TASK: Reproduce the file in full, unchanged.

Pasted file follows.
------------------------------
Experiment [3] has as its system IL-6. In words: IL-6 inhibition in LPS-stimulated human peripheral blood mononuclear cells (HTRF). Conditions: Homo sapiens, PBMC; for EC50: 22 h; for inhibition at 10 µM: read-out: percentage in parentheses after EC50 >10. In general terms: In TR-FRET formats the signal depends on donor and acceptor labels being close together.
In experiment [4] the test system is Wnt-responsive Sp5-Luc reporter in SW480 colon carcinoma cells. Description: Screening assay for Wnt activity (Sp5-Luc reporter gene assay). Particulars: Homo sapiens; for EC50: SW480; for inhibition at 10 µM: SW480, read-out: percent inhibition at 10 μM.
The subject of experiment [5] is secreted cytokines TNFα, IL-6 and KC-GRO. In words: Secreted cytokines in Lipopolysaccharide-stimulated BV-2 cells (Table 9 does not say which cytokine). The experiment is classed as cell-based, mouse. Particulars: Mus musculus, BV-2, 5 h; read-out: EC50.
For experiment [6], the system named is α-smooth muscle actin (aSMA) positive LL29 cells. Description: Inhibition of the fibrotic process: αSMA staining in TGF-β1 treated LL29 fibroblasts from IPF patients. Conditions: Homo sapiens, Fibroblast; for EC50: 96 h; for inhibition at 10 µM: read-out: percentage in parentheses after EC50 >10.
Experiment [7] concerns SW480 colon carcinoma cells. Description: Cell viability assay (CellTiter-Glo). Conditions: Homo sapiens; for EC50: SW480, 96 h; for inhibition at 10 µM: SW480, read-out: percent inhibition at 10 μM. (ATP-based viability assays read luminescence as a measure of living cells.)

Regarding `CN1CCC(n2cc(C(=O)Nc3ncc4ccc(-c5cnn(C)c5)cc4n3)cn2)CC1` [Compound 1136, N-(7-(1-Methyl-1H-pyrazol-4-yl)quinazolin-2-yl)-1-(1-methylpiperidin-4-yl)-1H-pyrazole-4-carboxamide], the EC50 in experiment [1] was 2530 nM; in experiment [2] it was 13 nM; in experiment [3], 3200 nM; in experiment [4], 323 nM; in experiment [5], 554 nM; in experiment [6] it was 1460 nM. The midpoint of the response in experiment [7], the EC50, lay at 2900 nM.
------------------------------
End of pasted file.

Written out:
Experiment [3] has as its system IL-6. In words: IL-6 inhibition in LPS-stimulated human peripheral blood mononuclear cells (HTRF). Conditions: Homo sapiens, PBMC; for EC50: 22 h; for inhibition at 10 µM: read-out: percentage in parentheses after EC50 >10. In general terms: In TR-FRET formats the signal depends on donor and acceptor labels being close together.
In experiment [4] the test system is Wnt-responsive Sp5-Luc reporter in SW480 colon carcinoma cells. Description: Screening assay for Wnt activity (Sp5-Luc reporter gene assay). Particulars: Homo sapiens; for EC50: SW480; for inhibition at 10 µM: SW480, read-out: percent inhibition at 10 μM.
The subject of experiment [5] is secreted cytokines TNFα, IL-6 and KC-GRO. In words: Secreted cytokines in Lipopolysaccharide-stimulated BV-2 cells (Table 9 does not say which cytokine). The experiment is classed as cell-based, mouse. Particulars: Mus musculus, BV-2, 5 h; read-out: EC50.
For experiment [6], the system named is α-smooth muscle actin (aSMA) positive LL29 cells. Description: Inhibition of the fibrotic process: αSMA staining in TGF-β1 treated LL29 fibroblasts from IPF patients. Conditions: Homo sapiens, Fibroblast; for EC50: 96 h; for inhibition at 10 µM: read-out: percentage in parentheses after EC50 >10.
Experiment [7] concerns SW480 colon carcinoma cells. Description: Cell viability assay (CellTiter-Glo). Conditions: Homo sapiens; for EC50: SW480, 96 h; for inhibition at 10 µM: SW480, read-out: percent inhibition at 10 μM. (ATP-based viability assays read luminescence as a measure of living cells.)

Regarding `CN1CCC(n2cc(C(=O)Nc3ncc4ccc(-c5cnn(C)c5)cc4n3)cn2)CC1` [Compound 1136, N-(7-(1-Methyl-1H-pyrazol-4-yl)quinazolin-2-yl)-1-(1-methylpiperidin-4-yl)-1H-pyrazole-4-carboxamide], the EC50 in experiment [1] was 2530 nM; in experiment [2] it was 13 nM; in experiment [3], 3200 nM; in experiment [4], 323 nM; in experiment [5], 554 nM; in experiment [6] it was 1460 nM. The midpoint of the response in experiment [7], the EC50, lay at 2900 nM.